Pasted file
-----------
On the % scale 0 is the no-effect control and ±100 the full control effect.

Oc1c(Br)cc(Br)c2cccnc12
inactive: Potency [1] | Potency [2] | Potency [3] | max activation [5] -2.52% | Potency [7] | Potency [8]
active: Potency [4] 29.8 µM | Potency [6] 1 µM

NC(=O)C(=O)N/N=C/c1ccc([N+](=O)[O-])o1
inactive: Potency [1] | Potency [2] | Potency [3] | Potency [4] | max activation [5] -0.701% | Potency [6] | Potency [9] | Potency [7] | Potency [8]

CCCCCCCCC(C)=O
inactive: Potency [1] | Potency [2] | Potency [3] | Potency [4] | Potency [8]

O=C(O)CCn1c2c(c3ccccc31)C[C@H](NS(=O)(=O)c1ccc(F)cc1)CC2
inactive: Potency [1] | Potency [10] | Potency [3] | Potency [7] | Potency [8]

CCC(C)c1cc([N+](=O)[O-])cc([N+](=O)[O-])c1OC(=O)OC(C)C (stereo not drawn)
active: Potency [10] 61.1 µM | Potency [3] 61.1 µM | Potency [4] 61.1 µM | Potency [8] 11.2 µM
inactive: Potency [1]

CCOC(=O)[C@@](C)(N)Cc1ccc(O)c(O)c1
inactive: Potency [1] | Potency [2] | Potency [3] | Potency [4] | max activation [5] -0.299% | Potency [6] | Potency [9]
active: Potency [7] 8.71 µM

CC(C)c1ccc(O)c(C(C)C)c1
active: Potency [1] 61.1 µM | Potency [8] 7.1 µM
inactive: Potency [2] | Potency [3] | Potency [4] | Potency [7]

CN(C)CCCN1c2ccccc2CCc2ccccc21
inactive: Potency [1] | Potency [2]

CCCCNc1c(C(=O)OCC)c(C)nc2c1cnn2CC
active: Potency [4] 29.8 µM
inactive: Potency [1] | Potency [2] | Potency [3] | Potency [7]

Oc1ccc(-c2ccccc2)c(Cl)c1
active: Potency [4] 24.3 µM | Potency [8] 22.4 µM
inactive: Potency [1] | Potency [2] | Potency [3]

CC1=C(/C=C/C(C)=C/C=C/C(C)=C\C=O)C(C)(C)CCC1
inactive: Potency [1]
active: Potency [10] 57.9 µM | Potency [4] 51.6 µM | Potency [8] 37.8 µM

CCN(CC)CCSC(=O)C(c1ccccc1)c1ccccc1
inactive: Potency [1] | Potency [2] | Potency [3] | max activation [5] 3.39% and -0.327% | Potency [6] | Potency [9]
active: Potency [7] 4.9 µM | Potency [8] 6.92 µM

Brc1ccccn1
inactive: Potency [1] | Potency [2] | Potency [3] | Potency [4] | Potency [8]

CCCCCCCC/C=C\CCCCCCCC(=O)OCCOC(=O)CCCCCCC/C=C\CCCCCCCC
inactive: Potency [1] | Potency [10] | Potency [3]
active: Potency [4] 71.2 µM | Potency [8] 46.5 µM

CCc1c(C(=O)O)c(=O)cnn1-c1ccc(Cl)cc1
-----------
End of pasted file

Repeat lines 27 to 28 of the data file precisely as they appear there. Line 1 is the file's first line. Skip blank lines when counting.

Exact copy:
inactive: Potency [1] | Potency [2] | Potency [3]

CC1=C(/C=C/C(C)=C/C=C/C(C)=C\C=O)C(C)(C)CCC1